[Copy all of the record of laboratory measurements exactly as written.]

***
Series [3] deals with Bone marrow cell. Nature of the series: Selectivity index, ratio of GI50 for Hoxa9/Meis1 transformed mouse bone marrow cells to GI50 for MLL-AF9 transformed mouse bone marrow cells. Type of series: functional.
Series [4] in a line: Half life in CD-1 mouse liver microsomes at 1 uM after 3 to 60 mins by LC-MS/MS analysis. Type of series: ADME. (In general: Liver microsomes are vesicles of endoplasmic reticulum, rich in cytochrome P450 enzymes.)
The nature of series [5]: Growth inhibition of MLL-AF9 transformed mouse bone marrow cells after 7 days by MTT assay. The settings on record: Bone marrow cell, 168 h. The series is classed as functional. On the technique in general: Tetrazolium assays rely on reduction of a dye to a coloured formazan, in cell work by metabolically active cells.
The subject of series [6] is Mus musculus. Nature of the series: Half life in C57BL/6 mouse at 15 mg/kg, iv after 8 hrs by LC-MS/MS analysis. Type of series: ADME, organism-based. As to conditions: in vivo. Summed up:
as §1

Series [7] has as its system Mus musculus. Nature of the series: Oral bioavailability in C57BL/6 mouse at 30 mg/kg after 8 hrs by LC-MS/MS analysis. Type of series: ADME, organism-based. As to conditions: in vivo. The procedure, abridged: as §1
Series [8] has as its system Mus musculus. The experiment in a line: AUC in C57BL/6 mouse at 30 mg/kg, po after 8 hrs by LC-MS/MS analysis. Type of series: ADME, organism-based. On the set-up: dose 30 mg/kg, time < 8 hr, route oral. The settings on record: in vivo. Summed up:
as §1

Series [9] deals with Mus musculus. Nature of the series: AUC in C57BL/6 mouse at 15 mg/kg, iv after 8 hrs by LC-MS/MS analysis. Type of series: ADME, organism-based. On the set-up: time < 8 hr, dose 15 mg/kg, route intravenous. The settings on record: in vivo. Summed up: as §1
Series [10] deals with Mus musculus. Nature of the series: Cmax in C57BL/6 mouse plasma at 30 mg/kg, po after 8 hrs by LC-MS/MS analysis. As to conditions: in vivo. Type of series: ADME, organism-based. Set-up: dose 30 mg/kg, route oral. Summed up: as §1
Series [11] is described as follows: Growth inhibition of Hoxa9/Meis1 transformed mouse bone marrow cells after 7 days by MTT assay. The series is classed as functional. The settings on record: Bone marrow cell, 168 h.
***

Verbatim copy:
Series [3] deals with Bone marrow cell. Nature of the series: Selectivity index, ratio of GI50 for Hoxa9/Meis1 transformed mouse bone marrow cells to GI50 for MLL-AF9 transformed mouse bone marrow cells. Type of series: functional.
Series [4] in a line: Half life in CD-1 mouse liver microsomes at 1 uM after 3 to 60 mins by LC-MS/MS analysis. Type of series: ADME. (In general: Liver microsomes are vesicles of endoplasmic reticulum, rich in cytochrome P450 enzymes.)
The nature of series [5]: Growth inhibition of MLL-AF9 transformed mouse bone marrow cells after 7 days by MTT assay. The settings on record: Bone marrow cell, 168 h. The series is classed as functional. On the technique in general: Tetrazolium assays rely on reduction of a dye to a coloured formazan, in cell work by metabolically active cells.
The subject of series [6] is Mus musculus. Nature of the series: Half life in C57BL/6 mouse at 15 mg/kg, iv after 8 hrs by LC-MS/MS analysis. Type of series: ADME, organism-based. As to conditions: in vivo. Summed up:
as §1

Series [7] has as its system Mus musculus. Nature of the series: Oral bioavailability in C57BL/6 mouse at 30 mg/kg after 8 hrs by LC-MS/MS analysis. Type of series: ADME, organism-based. As to conditions: in vivo. The procedure, abridged: as §1
Series [8] has as its system Mus musculus. The experiment in a line: AUC in C57BL/6 mouse at 30 mg/kg, po after 8 hrs by LC-MS/MS analysis. Type of series: ADME, organism-based. On the set-up: dose 30 mg/kg, time < 8 hr, route oral. The settings on record: in vivo. Summed up:
as §1

Series [9] deals with Mus musculus. Nature of the series: AUC in C57BL/6 mouse at 15 mg/kg, iv after 8 hrs by LC-MS/MS analysis. Type of series: ADME, organism-based. On the set-up: time < 8 hr, dose 15 mg/kg, route intravenous. The settings on record: in vivo. Summed up: as §1
Series [10] deals with Mus musculus. Nature of the series: Cmax in C57BL/6 mouse plasma at 30 mg/kg, po after 8 hrs by LC-MS/MS analysis. As to conditions: in vivo. Type of series: ADME, organism-based. Set-up: dose 30 mg/kg, route oral. Summed up: as §1
Series [11] is described as follows: Growth inhibition of Hoxa9/Meis1 transformed mouse bone marrow cells after 7 days by MTT assay. The series is classed as functional. The settings on record: Bone marrow cell, 168 h.